I waited. “What have you been thinking?” I really wanted to know, Lucas was a hard man to read. I thought I made him happy, but he really hadn’t been clear about that. “Do you want to see me again? Because I’d like that.”
“Oh Jesus yes. Yes I’d like to see you again. That’s what I’ve been thinking.” He stopped again and this time I didn’t know what to say so I just waited. “I’m thinking I should ask you to marry me,” he said finally. I waited. Nothing.
“You think you should ask me to marry you? When were you thinking of doing that?” This really blew my mind, it was totally unexpected. I thought he would ask me out, or something. That’s what I was hoping for. “Did you want to ask me out? Do you want to find out if we get along?”
“Oh, we get along, we get along great. I get along with you better than anyone. I know we get along. I don’t want to date you, I don’t want to take that chance, I don’t want anyone else to ask you.”
I waited some more. He didn’t want to take what chance, the chance I won’t like him if we dated? He was making me a little nervous, maybe because he was so nervous, I didn’t know.
“I want to be the one who asks you. I think if I wait, even another minute someone else will come along, that’s what I’m afraid of. Will you marry me? I think we’ll be great together. I know we’ll be great together. What do you think?”
“Can I think about it?”
“Yeah. Well, yeah sure, you can think about it,” he hesitated. “Oh God, tell me why you’re thinking about it? Are you thinking about how to say no to me?”
What I was thinking was – why didn’t I just say yes? That’s what I wanted all along, I just didn’t expect it quite like this. It wouldn’t win a prize for most romantic proposal on record, that’s for sure, it was a confusing proposal but the case he made for getting married was right. I knew he was right, there was nobody like him, and there would never be anybody like us. We would be great together. I knew he was right.
George was looking at the dust he was pushing around with his loafers. “So if you’re thinking about how to say no to me, just do it, just say no right now.”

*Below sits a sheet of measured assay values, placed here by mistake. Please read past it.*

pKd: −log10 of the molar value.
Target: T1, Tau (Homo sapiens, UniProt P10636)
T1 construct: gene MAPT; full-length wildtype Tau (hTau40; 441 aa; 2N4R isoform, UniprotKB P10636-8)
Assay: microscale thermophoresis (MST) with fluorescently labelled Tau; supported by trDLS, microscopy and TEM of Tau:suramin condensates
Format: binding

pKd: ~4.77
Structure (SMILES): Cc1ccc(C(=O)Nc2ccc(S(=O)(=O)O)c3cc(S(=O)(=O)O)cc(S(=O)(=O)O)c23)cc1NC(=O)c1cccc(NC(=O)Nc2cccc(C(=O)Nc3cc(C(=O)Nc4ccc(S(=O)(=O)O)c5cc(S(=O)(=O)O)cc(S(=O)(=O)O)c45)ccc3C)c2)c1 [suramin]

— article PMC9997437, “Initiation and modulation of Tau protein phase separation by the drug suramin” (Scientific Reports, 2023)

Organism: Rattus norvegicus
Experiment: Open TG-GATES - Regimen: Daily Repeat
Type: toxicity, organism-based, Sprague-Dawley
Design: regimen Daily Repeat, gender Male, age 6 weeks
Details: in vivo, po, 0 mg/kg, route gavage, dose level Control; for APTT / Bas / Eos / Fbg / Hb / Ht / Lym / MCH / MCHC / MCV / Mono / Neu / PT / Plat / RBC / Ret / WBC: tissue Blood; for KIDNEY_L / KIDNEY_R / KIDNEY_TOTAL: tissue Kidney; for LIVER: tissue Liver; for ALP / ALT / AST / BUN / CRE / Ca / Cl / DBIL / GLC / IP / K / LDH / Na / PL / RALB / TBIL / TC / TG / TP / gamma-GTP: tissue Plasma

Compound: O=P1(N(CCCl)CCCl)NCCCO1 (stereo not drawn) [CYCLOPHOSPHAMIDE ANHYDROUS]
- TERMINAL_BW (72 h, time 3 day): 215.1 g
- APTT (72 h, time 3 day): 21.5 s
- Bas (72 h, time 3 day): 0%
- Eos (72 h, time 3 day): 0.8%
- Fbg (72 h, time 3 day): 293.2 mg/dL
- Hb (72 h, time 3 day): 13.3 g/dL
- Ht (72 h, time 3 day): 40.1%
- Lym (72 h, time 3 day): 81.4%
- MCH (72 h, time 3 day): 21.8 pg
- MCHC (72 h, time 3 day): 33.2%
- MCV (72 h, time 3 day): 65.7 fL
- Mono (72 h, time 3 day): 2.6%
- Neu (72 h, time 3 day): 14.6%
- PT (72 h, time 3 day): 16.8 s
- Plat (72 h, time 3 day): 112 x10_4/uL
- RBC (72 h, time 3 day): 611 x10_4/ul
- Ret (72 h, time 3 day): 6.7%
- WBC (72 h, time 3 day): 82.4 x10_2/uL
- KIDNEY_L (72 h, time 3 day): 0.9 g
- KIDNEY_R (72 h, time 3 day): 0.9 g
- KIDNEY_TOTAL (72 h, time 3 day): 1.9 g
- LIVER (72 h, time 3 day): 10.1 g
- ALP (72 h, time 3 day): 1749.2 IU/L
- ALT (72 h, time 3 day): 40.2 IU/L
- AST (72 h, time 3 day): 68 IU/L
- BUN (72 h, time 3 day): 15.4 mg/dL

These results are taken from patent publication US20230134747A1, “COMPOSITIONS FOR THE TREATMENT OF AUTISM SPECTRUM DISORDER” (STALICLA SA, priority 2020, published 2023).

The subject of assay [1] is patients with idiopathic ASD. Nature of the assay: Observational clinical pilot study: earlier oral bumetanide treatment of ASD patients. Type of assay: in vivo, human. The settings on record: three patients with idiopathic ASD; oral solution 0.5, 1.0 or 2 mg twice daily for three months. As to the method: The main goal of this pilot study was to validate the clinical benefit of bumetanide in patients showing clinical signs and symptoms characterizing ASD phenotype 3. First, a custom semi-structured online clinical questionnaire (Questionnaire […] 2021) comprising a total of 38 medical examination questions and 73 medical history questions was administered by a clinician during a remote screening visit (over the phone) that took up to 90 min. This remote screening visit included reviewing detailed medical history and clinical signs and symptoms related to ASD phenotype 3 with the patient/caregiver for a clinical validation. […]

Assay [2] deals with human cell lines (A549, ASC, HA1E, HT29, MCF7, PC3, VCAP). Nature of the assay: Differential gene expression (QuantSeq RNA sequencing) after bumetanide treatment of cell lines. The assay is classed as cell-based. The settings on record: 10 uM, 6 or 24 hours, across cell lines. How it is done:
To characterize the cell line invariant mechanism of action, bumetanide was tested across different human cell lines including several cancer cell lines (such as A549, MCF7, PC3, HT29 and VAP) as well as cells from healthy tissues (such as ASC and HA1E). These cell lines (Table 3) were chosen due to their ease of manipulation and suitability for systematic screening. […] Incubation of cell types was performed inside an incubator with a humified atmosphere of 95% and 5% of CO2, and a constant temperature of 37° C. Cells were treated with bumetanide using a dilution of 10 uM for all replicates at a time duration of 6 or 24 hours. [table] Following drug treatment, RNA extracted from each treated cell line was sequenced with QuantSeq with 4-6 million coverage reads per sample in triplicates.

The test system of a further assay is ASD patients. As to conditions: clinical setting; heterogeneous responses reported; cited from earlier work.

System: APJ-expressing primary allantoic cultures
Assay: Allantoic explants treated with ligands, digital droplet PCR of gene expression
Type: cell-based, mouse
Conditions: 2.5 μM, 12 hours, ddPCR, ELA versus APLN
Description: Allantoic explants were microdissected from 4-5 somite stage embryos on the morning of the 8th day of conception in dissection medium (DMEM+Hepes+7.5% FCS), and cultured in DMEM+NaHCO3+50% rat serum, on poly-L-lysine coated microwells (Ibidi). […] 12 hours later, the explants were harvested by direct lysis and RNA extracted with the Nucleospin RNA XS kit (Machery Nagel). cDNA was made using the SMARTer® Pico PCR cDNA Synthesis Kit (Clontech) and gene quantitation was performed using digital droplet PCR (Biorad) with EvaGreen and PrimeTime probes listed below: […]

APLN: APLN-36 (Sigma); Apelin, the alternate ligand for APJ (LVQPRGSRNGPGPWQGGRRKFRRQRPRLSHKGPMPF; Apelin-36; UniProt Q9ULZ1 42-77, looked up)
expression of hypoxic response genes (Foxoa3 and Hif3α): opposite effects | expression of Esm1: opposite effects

“No, I was thinking I should say yes.”
“Yes. That’s your answer. I’ve thought about it long enough, and yes, George Lucas, I will marry you.”
He looked up at me and I was beaming and nodding yes. “Yes,” I said again. “We should kiss or something, don’t you think?”
I walked over to him and kissed him for a long time until Ron Howard came over. “Are you guys kissing because the movie wrapped? Can I get one?”
“Too late, we’re engaged,” I told Ron.
“You dog! George, you dog! I thought there was something going on between you two. You dog!” Ron said again punching George in the arm. Cindy came over and Ron told her the news and she and I jumped up and down holding arms.
“When did this happen?”
“It just happened. Just now. He just asked me now and I said yes,” I told them.
George talked with the boys and I talked with Cindy. Mackenzie came over and said, “Man, I miss everything.”
Lucas kept looking over to me and I could feel he was so happy that I was so happy. My happiness meant everything to him, as his did to me. I knew then that we could each make ourselves happy by making the other one happy, and that’s as it should be. I knew I had the perfect man.
My driver came, he wouldn’t let me stay for the wrap party. He told Lucas I would call him, but, of course I never did. I was tortured and given amnesia, only the memory of that kiss remained, that kiss and his leather shoes in the dust. George was eventually told I was dead.